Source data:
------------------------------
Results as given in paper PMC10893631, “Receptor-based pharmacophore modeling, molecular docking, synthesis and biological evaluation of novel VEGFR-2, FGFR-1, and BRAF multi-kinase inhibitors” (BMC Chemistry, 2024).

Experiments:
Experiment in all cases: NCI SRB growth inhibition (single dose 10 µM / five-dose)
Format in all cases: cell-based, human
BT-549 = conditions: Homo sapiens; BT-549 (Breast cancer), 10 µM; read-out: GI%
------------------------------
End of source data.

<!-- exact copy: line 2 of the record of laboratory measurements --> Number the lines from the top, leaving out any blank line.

Experiments: